While the prognosis for neuroendocrine cancer is often better than for the more common type of pancreatic cancer, in which patients generally live less than a year after diagnosis, neuroendocrine cancer "can also be bad," Levi said.
Neuroendocrine cancer can return after treatment, Levi explained. And while a liver transplant can be effective, "it is not as great a picture as we first thought," he said. "A lot of these patients who have transplants eventually do recur."
"The vast majority of patients that have recurrent disease will die of their disease. One of the problems with the [liver] transplant is that now you are on immunosuppressant drugs, and while they keep you from rejection or destroying the liver, the immune system also would have helped deal with tumors," he said.
Common rules of thumb exaggerate how much weight people will lose from a given dietary calorie reduction, leading to unrealistic expectations and disappointment, researchers said.Enjoy your morning!
Whereas patients are often told that cutting 500 calories a day will let them lose a pound a week, a more realistic formula is that such a caloric reduction would lead to a 50-pound loss over three or more years, according to Kevin D. Hall, PhD, of the National Institute of Diabetes and Digestive and Kidney Diseases in Bethesda, Md., and colleagues.
Even then, they explained in the Aug. 27 issue of The Lancet -- a special edition devoted to obesity -- such weight loss is possible only if the calorie reduction is actually maintained over that time.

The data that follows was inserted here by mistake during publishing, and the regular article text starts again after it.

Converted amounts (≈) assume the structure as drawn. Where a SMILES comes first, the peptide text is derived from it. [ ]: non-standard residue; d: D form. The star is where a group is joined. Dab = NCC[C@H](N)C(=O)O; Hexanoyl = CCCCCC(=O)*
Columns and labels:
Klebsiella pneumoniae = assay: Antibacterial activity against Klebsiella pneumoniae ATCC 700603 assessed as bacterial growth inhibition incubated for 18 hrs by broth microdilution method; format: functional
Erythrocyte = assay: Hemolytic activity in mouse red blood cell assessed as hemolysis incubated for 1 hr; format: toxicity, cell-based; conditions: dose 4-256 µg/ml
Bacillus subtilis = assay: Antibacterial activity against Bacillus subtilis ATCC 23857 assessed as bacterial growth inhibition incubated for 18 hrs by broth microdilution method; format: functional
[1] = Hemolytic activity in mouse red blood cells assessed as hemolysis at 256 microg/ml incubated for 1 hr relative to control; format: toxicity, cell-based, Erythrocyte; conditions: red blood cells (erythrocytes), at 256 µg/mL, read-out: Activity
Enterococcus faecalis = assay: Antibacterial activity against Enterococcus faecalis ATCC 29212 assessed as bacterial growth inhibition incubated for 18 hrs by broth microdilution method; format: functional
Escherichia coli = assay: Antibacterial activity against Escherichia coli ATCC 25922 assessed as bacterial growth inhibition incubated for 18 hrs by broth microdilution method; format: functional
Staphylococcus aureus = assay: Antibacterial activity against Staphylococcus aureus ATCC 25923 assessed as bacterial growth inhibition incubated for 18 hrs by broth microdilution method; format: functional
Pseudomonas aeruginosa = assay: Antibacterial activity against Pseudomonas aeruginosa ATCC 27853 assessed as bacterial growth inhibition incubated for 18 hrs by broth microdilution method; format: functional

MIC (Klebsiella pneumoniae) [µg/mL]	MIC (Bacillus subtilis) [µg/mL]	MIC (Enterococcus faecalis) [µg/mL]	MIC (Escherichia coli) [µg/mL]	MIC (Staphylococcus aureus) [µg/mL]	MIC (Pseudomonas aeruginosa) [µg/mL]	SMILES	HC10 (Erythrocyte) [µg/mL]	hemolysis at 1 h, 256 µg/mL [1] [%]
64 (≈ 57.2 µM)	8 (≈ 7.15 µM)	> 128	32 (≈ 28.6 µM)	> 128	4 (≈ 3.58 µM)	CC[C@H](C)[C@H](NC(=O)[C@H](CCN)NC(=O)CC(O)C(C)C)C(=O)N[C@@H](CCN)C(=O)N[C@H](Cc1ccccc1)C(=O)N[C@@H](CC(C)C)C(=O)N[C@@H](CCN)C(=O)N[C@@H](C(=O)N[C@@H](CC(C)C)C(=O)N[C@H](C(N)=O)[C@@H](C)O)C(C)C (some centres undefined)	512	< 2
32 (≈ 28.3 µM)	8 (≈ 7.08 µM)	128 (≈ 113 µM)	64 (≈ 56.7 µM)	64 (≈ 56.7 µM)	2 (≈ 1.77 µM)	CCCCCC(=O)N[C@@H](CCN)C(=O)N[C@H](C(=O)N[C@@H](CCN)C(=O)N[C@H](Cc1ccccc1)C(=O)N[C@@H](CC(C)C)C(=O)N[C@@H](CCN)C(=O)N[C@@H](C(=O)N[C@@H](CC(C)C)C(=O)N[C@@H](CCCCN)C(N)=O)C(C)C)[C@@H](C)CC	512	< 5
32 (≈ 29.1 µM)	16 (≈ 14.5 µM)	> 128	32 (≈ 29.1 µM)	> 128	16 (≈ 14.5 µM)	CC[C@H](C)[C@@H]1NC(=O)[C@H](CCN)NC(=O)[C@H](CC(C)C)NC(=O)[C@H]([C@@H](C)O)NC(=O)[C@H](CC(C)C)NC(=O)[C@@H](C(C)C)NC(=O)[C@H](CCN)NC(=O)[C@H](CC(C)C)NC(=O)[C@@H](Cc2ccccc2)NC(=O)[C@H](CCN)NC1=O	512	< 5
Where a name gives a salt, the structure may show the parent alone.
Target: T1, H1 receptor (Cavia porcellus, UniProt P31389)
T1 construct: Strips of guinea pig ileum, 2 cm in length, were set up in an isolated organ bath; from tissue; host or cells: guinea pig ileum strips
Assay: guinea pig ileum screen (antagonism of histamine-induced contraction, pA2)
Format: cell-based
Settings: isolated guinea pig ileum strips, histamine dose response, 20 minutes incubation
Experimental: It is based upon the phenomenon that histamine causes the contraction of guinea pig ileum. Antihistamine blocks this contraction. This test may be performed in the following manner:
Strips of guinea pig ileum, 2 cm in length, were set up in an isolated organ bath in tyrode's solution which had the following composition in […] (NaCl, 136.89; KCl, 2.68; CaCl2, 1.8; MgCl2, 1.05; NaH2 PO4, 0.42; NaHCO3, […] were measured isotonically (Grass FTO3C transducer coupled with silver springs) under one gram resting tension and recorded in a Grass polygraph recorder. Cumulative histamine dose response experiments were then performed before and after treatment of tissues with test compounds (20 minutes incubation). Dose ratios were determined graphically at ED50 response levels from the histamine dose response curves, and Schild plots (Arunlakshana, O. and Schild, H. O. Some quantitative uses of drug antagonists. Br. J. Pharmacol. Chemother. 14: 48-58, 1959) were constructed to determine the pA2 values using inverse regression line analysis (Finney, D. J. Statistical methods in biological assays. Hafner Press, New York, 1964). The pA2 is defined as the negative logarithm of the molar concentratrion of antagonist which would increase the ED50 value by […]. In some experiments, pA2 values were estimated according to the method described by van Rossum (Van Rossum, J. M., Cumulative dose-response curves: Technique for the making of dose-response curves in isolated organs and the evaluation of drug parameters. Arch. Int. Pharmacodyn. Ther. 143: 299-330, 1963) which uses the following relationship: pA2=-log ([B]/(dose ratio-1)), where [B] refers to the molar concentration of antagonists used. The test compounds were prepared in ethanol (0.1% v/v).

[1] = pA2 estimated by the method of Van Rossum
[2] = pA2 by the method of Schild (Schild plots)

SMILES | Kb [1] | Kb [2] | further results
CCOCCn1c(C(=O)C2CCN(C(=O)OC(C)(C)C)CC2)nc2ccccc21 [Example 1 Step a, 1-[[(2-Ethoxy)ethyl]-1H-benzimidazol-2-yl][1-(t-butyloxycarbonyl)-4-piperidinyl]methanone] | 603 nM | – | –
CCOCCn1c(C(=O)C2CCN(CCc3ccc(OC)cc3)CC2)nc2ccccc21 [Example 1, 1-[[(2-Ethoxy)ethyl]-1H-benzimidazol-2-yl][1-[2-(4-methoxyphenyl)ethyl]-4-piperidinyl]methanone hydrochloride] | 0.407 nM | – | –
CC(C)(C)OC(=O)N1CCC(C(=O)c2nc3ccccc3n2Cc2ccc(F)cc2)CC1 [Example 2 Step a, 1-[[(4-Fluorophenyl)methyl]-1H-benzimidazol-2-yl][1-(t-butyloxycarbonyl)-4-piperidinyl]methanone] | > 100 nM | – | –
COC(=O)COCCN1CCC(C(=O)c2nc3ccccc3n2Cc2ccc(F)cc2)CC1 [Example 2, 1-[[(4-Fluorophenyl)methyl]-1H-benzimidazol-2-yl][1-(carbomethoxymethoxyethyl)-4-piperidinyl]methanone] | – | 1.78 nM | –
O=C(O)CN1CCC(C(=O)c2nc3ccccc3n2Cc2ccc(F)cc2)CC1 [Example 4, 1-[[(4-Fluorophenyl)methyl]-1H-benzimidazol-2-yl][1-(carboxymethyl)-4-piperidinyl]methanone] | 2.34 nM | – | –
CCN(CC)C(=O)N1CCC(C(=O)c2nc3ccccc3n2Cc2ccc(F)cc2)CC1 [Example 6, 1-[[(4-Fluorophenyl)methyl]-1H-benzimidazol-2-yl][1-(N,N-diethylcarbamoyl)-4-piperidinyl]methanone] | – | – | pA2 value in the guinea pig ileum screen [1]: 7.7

The standard rules -- endorsed by the National Institutes of Health and the American Dietetic Association, among others -- fail to consider that human metabolism responds dynamically to changes in diet and body composition, Hall and colleagues asserted.
If a 300-pound dieter could really lose a pound a week by cutting his regular diet by 500 calories, he would vanish entirely in six years.
"This ubiquitous weight-loss rule (also known as the 3,500 [calorie]-per-pound rule) was derived by estimation of the energy content of weight lost, but it ignores dynamic physiological adaptations to altered body weight that lead to changes of both the resting metabolic rate as well as the energy cost of physical activity," the researchers wrote.
When people gain weight, their baseline energy needs increase, to keep the extra tissue alive and to move it around. Likewise, when weight is lost, their baseline needs decrease.
So when people cut calories below the baseline requirement -- thereby triggering weight loss -- the gap between their intake and their baseline energy needs begins to shrink. At some point, it may disappear altogether, at which point weight loss stops.
Hall and colleagues put together what they said was a better model of caloric intake and resultant weight loss, incorporating feedback mechanisms to reflect metabolic changes over time in response to diet and body weight.
It indicated that weight change in response to caloric restriction occurs over a relatively long period of time.
Each reduction of 100 kilojoules daily -- 24 calories -- in intake eventually leads to a loss of 1 kg (2.2 lbs) in body weight, the researchers determined. But only half that loss occurs in the first year. In three years, 95% of the ultimate loss will be realized.